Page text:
King Herod hears the wise men’s words, has his own extreme emotional reaction, and gets his whole court riled up. (“Court” is my reading of what “all Jerusalem” means here – because seriously, would it really have been the whole city? Including the shop keepers and street sweepers? But the court folk might well have acted like they were “all Jerusalem,” or at least all of Jerusalem that counted.) Herod’s emotional reaction here is identical to the emotional reaction of Jesus’ disciples when they first see him walking across the stormy Sea of Galilee (Mt. 14:26). There, they are described as “terrified.” [This may tell us that, seen from a particular angle, Jesus is scary.] Herod “calls together” (in Greek, the word that gives us “synagogue”) the counterparts to the wise men: the chief priests and scribes. Then come some terms that put us in mind of intelligence gathering: Herod “inquires” (literally, searches for precise information) about the birthplace of the Messiah; then he “learns” from the wise men the “exact” time of the cosmic event they saw; then, giving them very precise instructions, he tells them to “search diligently” (literally the same verb translated “inquires” when Herod did it; here meaning something like “find out his precise location”) for the infant. We might not be crazy to have the notion of a contemplated “surgical strike” in mind at this point. He also tells the wise men to bring him a report – using the same word we might use for a message from an angel or an apostle. It might be a good thing to report about Baby Jesus, but not when we can guess that Herod is lying about his motive and has no intention of “paying homage” to the future King of the Jews. Even if we haven’t already read vv16-18, Herod’s having this conversation with the wise men “secretly” (v7) should probably make us suspicious.
[Vv7-8 are the stuff of spy drama. Do we really believe real-life King Herod wouldn’t have had the wise men followed by his own spies? If so, do we need to imagine vv13-15 taking place right away, and embodying some hair-raising suspense? “Will Joseph, Mary, and Baby Jesus get out of Bethlehem before Herod’s spies get back to Jerusalem with their intel? Will the Holy Family make it to Egypt before Herod’s assassins catch up with them? Stay tuned …”]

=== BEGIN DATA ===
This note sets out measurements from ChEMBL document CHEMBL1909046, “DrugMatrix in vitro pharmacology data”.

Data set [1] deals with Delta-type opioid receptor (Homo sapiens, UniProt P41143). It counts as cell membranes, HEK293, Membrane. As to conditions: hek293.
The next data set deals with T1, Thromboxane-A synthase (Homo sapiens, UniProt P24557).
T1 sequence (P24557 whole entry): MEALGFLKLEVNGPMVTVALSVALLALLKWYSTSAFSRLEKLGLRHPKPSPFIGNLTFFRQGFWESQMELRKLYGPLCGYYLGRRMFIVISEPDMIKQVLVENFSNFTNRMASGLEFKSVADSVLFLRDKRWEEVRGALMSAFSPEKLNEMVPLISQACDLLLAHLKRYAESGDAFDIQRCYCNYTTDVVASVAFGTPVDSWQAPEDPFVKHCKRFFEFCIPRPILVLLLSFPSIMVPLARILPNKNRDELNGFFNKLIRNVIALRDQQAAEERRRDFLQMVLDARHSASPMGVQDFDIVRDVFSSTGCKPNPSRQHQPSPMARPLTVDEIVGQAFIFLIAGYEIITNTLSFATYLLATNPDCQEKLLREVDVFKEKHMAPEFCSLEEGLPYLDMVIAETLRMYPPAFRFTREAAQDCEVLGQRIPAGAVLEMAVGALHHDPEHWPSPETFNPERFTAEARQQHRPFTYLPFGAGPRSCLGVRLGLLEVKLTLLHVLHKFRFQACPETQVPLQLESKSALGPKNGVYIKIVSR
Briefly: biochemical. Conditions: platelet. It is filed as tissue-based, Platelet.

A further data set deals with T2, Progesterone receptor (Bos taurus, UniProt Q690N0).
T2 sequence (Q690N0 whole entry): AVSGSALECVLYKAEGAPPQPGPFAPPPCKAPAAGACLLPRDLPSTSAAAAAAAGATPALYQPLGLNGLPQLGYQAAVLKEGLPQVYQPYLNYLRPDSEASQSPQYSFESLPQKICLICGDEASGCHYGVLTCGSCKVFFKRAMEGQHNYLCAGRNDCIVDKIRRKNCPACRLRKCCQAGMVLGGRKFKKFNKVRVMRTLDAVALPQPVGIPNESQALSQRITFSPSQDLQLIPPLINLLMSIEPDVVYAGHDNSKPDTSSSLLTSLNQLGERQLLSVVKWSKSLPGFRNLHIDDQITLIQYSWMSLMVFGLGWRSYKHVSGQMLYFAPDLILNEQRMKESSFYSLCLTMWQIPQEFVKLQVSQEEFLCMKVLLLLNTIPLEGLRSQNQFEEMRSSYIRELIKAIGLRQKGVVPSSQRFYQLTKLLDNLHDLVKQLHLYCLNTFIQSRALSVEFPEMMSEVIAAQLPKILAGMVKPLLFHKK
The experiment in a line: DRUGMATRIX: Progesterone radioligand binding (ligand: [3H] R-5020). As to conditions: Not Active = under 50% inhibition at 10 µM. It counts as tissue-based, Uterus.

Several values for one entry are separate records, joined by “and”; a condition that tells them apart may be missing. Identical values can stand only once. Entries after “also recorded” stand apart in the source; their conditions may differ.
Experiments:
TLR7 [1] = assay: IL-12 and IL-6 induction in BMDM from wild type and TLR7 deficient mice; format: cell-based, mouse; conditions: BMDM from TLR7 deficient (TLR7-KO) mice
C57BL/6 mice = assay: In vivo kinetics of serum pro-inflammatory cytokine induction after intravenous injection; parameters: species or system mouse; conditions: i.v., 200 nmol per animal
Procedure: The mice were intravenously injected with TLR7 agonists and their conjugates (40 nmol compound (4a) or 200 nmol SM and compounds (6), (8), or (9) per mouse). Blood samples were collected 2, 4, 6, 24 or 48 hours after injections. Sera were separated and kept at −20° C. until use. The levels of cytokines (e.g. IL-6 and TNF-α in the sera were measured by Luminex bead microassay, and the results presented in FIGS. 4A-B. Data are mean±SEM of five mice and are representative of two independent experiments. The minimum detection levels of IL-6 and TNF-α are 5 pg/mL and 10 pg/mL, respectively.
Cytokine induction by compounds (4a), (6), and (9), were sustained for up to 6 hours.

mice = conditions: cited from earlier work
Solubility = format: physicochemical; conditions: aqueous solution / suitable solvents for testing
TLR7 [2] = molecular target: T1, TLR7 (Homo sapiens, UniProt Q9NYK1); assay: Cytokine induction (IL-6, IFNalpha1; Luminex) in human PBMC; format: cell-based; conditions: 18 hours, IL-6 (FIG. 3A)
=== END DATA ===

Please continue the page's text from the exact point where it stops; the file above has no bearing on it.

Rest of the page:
The star and the chief priests and scribes play the vital supporting role of divine communicators. The star communicates directly with the wise men, announcing the birth of the Messiah, and then leading them to their destination. [I confess, I have always wondered how they saw the star “stop.” When I was little, it always seemed to me the moon followed us, and that it was impossible to tell what it was “over.” Someone has probably come up with a theory about this that does not involve the sextant, which does not seem to have been invented until the 18th century.] The Scripture scholars point the wise men to Bethlehem as the birthplace of the Messiah by informing them, through Herod, of Micah 5:2.
A Little More Reflection: This story compresses a contrast between two attitudes towards the Christ into these twelve verses. The wise men – they’re wise, after all – recognize the signs of something important, a “once in a lifetime” opportunity that is worth making an investment of time and energy to seize. This won’t be the last time Matthew tells us something like this. [e.g., compare Matthew 13:44-46]. They acknowledge the Messiah as a king, and as a proper object of reverence and self-giving, and they are overjoyed to find him. King Herod, on the other hand, is afraid of the possibility represented by the Messiah. He doesn’t go to meet him, he does everything he can to destroy him, and his main concern is to minimize his impact on his life; apparently, his concern is for his position, which the new “King of the Jews” threatens. This same contrast will play out in the gospel proper, the contrast between those who receive the adult Jesus with joy, and those who work to destroy him.
It might be significant (although it’s outside our text) that Herod’s effort to destroy Jesus escalates, and harms many innocent others. It’s objectively, visibly violent, villainous, and destructive. That is, it’s not just a benign personal choice; it has larger socio-political consequences.
It also seems significant that the wise men return to their own country “by another road.” Significant, that is, beyond the fact that they want to avoid Herod. The idea of “another road” brings with it the idea of changing course, alteration, new or at least different experiences and sights – so, the idea that the encounter with the Christ child has made some difference in their lives. That would fit, wouldn’t it?